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Solar-powered devices and gadgets are making massive strides for a more sustainable future. Here is our pick of those turning heads at CES 2024.


Sustainability is, as ever, an increasingly dominant theme at all technology conferences, and the Consumer Electronics Show (CES) this year is no different.

But rather than just electric vehicles (EVs) on display, as well as hydrogen offerings, solar power also demonstrated its prowess in Las Vegas.

Here is how solar energy stole the show.

Ambient Photonics: Constant power to indoor and outdoor electronics

The US start-up Ambient Photonics showed off its new solar cell, which can provide constant power from indoor and ambient outdoor light, which the company says can deliver three times more power than existing technologies.

The tech could be used to replace billions of batteries in home gadgets, like TV remotes and wireless keyboards.

“Batteries are dead and indoor light is the future power source for billions of connected devices,” the company said.

“Ambient photonics cells are built for real-world, low-light applications. They use revolutionary new molecules and manufacturing processes to harness indoor and outdoor ambient light and create an endless power source”.

Powerfoyle: Solar-powered headphones

The Swedish clean technology start-up Exeger unveiled its new solar cell technology, which uses a light material to convert all types of light, even ambient light, into energy.

The material, called Powerfoyle, is the world’s only fully customisable solar cell and it can be used in almost everything.

Exeger partnered with Adidas and Philips to deliver solar-powered headphones, which use the solar material on the headband and you never need to charge.

The company even made a stylish bag made of Powerfoyle, which can charge devices when put inside. The bag is not available for purchase but shows the potential of what the technology can do.

The Swedish company also showed off a powerful ear protector in a pair of headphones in its partnership with 3M.

It works using solar cells on the headband and is useful for those working in noisy environments, such as oil rigs and construction sites. It costs around €700, the company said.

“The perception of available energy is changing, how by light. It is everywhere and it is around us and we’re dependent on that,” Exeger founder Giovanni Fili told Euronews Next.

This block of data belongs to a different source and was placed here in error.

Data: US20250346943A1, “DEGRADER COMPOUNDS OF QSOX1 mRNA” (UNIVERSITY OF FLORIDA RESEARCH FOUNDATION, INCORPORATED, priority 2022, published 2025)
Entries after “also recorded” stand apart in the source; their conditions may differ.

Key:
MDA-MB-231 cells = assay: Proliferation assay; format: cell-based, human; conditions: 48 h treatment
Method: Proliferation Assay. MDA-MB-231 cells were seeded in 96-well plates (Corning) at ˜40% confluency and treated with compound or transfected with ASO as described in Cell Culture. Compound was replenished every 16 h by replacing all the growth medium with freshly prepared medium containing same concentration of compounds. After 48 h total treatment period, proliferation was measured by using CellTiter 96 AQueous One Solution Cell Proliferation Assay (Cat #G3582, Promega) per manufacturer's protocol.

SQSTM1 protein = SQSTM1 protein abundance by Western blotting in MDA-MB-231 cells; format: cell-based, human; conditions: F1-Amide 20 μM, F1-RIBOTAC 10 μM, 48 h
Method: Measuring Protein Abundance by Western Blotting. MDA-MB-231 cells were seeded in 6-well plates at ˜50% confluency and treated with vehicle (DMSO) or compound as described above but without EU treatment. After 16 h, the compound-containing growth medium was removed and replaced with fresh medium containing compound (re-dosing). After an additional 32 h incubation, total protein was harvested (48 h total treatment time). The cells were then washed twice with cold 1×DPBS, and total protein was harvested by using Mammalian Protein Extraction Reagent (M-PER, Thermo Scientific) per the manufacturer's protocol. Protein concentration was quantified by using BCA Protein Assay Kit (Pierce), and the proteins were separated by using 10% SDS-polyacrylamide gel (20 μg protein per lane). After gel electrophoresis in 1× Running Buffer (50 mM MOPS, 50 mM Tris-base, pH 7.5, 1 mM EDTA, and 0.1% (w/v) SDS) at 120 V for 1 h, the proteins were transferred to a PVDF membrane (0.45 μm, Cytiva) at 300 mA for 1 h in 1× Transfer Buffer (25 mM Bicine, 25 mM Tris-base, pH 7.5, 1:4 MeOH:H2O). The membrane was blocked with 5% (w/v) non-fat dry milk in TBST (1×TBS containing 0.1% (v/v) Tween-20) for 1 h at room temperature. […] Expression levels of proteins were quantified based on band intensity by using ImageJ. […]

“And now we’re going to use it to power our devices too. So this is a big year for Exeger”.

The Squad: Solar-powered city car

While no one has cracked designing a car powered entirely by solar, one company from the Netherlands is offering a promising alternative.

The Squad, a solar city car by Squad Mobility, costs only around €8,500 and is a very compact car to drive in cities.

It can drive around 30 km a day in a sunny city like Las Vegas without needing a charge but also uses electric energy.


This is particularly useful if you live in cities with fewer hours of sunlight; in these places, the car can drive about 22 km without needing to be charged.

“In Holland, the winter is pretty bad for solar energy, so in winter you, you have to charge now and then, and in the summer you probably don’t have to,” Robert Hoevers, CEO and co-founder of Squad Mobility told Euronews Next.

The compact car weighs 350 kg and can reach speeds of 40 km/h.

“We get a lot of requests from food delivery companies servicing repair companies and medical companies that are looking for inner city mobility solutions for easy parking and easy charging,” said Hoevers.

Jackery: The solar rooftop tent

Californian solar company Jackery unveiled its Solar Generator Rooftop Tent and, as the name suggests, it looks like it could be used on another planet.


It is an automatic sunflower-shaped solar tracker with 600 W retractable solar wings that fits onto your car.

The idea is that if you spend time off the road, you can harness the power of the Sun to power up your coffee-making devices, air fryers, microwave ovens, and so on.

You can also turn it into a tent after you fold away the solar panels.

You can get up to 1,000 W of solar power per day, according to Jackery.

“It’s more to help with the off-road lifestyle. Companies don’t have the technology to create a fully solar-powered car yet. But right now, this is for an off-grid lifestyle,” Kevin Chen, content manager at Jackery told Euronews Next.


The product is a concept for the moment, but Jackery says it could go into production at the end of this year.

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